This office does not handle:

  • Unemployment Insurance Benefits (UI)
  • State Disability Issues (SDI)
  • Worker Compensation Issues
  • EDD Overpayments

Over 50 Years In Practice
Over 500 Articles

Robert’s Rules for Successful Dealing with an IRS Tax Collector (Revenue Officer)

  1. The key to success when dealing with any phase of the collection process is communication.
  2. Be aware of the truly awesome powers of the Collection Division and the individual revenue officer.
  3. Very often, the key to your economic well-being is your one-on-one relationship with the revenue officer assigned to the case.
  4. Make use of the audit reconsideration process whenever you can.
  5. Use your initial meeting with the revenue officer to attempt to abate delinquency penalties. If you don’t ask . . . you don’t get!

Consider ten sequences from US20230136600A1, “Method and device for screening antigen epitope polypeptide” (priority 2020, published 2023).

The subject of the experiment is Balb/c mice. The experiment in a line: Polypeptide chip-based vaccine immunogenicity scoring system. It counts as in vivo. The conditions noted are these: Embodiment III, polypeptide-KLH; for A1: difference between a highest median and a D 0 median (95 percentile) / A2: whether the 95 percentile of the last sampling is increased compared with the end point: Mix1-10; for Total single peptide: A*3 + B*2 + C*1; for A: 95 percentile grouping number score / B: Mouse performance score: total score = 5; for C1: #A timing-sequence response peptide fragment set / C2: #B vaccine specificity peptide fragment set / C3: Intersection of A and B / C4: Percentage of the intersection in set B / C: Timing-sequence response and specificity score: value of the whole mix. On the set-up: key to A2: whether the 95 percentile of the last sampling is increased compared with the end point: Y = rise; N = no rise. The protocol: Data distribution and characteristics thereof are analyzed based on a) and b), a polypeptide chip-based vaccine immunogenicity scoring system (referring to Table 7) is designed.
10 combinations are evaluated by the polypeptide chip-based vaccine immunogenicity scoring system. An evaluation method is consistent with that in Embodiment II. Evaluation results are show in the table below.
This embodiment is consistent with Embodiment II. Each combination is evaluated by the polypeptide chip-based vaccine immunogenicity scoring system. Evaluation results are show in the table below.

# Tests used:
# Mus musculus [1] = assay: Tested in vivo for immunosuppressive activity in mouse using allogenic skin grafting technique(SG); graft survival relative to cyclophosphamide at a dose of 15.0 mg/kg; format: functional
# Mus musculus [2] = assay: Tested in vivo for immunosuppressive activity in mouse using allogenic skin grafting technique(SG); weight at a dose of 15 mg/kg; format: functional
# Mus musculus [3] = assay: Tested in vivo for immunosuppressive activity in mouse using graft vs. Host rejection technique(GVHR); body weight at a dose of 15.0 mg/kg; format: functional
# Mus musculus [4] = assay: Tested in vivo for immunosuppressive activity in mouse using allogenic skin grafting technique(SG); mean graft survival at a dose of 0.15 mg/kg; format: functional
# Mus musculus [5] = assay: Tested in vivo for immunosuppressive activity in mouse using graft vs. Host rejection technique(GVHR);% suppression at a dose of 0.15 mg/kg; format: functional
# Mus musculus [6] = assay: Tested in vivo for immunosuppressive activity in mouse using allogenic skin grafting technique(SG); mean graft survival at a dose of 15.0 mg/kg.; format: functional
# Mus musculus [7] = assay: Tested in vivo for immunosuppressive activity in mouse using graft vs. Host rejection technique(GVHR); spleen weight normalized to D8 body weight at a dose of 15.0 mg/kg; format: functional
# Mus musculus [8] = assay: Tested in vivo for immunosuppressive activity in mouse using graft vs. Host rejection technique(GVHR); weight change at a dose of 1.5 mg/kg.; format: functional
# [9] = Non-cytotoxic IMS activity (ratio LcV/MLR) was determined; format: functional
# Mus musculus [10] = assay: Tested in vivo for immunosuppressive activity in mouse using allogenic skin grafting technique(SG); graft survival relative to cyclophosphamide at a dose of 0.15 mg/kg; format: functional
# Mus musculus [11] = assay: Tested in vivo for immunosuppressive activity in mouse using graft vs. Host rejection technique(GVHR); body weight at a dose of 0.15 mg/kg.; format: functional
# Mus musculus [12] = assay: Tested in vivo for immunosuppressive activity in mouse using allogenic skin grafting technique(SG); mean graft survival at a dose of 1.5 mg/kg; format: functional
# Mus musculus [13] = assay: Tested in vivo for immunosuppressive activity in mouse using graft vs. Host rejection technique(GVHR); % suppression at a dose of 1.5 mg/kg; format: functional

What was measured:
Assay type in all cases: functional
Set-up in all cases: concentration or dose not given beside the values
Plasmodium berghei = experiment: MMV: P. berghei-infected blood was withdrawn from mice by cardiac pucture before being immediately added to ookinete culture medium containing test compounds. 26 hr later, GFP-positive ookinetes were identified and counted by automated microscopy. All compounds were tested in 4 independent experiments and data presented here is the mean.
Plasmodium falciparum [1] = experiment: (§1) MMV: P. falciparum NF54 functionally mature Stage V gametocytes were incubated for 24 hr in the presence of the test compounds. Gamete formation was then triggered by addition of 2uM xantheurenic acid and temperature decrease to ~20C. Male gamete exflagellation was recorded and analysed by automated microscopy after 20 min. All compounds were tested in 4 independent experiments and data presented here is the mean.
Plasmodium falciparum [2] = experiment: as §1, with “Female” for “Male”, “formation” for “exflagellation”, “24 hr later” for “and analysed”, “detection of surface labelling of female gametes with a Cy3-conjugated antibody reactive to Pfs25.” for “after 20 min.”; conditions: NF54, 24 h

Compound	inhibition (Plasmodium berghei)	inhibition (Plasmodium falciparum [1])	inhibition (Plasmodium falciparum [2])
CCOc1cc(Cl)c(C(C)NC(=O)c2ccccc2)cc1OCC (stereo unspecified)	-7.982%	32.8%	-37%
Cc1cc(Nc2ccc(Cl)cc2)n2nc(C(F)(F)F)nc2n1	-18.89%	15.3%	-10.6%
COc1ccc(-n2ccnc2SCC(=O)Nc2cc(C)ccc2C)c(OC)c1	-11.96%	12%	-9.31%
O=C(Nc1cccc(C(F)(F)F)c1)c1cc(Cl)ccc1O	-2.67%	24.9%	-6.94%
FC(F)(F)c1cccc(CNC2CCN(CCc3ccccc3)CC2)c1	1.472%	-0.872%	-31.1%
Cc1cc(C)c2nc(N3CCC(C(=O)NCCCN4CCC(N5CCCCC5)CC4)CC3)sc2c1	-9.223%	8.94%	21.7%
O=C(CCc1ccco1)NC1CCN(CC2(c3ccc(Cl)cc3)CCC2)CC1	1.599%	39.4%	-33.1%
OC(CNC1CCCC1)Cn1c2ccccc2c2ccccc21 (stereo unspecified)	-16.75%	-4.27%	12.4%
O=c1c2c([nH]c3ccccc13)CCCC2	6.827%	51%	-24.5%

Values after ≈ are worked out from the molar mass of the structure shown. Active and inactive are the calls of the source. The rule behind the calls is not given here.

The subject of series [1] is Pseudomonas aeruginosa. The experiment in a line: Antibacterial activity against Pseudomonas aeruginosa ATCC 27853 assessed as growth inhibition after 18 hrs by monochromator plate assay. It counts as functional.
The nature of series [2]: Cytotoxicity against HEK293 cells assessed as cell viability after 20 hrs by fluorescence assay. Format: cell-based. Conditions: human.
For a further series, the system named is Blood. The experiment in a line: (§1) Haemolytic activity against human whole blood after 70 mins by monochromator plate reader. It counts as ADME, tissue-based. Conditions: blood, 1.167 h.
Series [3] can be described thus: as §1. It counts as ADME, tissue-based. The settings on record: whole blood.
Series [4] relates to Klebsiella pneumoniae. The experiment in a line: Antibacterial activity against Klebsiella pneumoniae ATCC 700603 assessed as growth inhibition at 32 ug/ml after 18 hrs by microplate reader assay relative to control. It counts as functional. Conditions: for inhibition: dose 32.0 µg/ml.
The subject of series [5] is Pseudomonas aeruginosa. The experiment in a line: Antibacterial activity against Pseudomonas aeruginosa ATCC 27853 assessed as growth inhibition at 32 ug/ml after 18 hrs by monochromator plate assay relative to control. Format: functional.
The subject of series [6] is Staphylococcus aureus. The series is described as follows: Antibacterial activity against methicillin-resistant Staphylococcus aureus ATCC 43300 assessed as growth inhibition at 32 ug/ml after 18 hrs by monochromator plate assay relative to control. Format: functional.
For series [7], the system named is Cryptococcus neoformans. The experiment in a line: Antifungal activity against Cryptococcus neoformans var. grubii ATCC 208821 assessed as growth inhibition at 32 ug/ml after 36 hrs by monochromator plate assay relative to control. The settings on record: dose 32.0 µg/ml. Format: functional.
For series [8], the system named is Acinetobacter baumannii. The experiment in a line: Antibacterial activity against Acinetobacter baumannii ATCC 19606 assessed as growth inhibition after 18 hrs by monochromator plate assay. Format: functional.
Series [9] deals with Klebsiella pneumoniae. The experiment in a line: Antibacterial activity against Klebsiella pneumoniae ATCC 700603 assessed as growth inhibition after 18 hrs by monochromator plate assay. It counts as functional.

6. If you are having problems dealing with the revenue officers assigned to your case, don’t hesitate to go to a supervisor, manager or higher. You may also request another revenue officer assigned to the case, but you better have a good reason.
  7. The best way to get concessions from a revenue officer is to show good faith in truly wanting to resolve the matter. Actions speak louder than words. You can buy the time you need by cooperating with the revenue officer. Revenue officers have unpleasant jobs to perform.
  8. Revenue officers love money. Even if you cannot pay in full, pay something in good faith.